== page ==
While aspiring to an ordinary type of painting, Frize creates beautiful, colorful art without meaning to. He has a complicated relationship with color: his canvases are saturated with multiple shades, but he can hardly be labeled a colorist. Swearing by an indifference to color, he refutes it as a vehicle for expression, yet it has become his trademark and he paints with as many colors as possible to avoid having to make a choice “because I don’t think painting is a matter of taste. I noticed that a collector was just matching his curtains with the color of my painting. I wasn’t interested by this type of decoration. People buy blue if they like blue or red if they like red, but I’m not interested in that. It’s not what I think painting is about.”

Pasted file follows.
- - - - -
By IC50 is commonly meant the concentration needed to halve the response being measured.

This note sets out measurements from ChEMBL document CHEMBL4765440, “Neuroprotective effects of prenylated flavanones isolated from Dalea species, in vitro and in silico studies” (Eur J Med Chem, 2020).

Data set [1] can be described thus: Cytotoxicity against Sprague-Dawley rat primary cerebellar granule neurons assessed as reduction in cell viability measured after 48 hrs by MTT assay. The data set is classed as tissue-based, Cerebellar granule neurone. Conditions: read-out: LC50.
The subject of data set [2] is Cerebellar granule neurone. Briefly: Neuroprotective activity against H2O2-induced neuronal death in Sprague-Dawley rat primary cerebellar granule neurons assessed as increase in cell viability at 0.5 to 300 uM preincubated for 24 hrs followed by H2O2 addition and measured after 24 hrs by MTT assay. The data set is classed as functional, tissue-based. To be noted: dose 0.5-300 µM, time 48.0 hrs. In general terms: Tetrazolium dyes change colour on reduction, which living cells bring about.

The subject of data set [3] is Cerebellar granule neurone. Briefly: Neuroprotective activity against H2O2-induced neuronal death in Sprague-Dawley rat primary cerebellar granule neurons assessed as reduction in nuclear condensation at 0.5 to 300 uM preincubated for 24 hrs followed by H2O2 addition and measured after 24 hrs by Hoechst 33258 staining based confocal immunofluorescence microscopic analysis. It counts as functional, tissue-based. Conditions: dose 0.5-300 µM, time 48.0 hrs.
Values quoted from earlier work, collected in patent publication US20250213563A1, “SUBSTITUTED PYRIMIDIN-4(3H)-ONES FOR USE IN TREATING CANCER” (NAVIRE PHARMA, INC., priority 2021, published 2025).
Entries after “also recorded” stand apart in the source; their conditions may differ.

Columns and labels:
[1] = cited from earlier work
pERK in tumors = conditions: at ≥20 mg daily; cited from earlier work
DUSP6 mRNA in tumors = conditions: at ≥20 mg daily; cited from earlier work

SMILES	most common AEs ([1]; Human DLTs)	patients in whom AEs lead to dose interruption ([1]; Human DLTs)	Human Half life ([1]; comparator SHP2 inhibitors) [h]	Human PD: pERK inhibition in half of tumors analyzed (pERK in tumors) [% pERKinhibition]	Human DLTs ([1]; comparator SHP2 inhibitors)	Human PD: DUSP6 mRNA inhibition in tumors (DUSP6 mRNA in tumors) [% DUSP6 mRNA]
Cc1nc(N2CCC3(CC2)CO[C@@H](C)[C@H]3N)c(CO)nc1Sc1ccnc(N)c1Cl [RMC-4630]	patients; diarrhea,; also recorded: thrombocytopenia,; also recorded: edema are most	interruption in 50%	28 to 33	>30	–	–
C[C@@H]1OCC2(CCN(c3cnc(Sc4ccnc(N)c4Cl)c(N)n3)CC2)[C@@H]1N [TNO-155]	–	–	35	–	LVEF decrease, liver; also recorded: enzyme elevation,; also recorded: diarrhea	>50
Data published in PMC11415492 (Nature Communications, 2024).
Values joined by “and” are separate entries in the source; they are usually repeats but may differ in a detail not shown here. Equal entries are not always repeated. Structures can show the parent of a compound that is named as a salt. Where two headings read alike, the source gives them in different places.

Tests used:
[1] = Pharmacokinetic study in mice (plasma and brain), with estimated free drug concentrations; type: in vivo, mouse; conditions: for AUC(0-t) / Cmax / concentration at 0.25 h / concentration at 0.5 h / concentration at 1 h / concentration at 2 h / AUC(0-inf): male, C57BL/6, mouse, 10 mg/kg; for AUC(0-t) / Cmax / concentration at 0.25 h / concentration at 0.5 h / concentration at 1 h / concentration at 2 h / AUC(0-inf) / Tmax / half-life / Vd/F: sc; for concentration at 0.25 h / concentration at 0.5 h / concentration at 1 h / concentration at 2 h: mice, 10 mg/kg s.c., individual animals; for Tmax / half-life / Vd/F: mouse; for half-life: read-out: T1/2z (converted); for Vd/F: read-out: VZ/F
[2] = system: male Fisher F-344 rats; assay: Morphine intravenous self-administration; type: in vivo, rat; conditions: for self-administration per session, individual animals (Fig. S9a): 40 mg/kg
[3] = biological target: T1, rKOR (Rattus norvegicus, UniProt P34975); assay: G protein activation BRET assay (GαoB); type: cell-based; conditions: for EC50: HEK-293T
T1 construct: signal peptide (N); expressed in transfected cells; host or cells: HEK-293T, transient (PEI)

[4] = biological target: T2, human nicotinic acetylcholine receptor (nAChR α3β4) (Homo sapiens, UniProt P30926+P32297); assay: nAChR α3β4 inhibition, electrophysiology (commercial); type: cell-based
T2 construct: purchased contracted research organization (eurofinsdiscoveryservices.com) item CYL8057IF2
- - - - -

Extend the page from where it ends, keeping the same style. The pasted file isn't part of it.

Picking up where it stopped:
Full of paradoxes, there’s a certain restlessness and insatiable curiosity about Frize. Has he seen an evolution in his ideas over the decades? “No,” he replies candidly. “Sometimes I look at my work and I think I’m always doing the same thing and it doesn’t make me happy. I’ve the feeling it’s always the same preoccupation even if the images are very different, but maybe one is always trapped in the same thing our whole lives long.” Nevertheless, he’ll continue to paint in his quest to find a meaning for his practice and as long as he’s having fun, like a child at play, for painting was the only discipline that ever interested him. “I found pleasure in painting and pleasure looking at paintings,” he says. “What intrigued me also was that this flat surface with not very many possibilities had been the place for so many paintings before me and probably so many paintings after me that it’s just amazing because the number of decisions are very reduced. It’s like a game: there are rules and you can’t bypass the rules, but still you can continue to play. I find that really interesting.”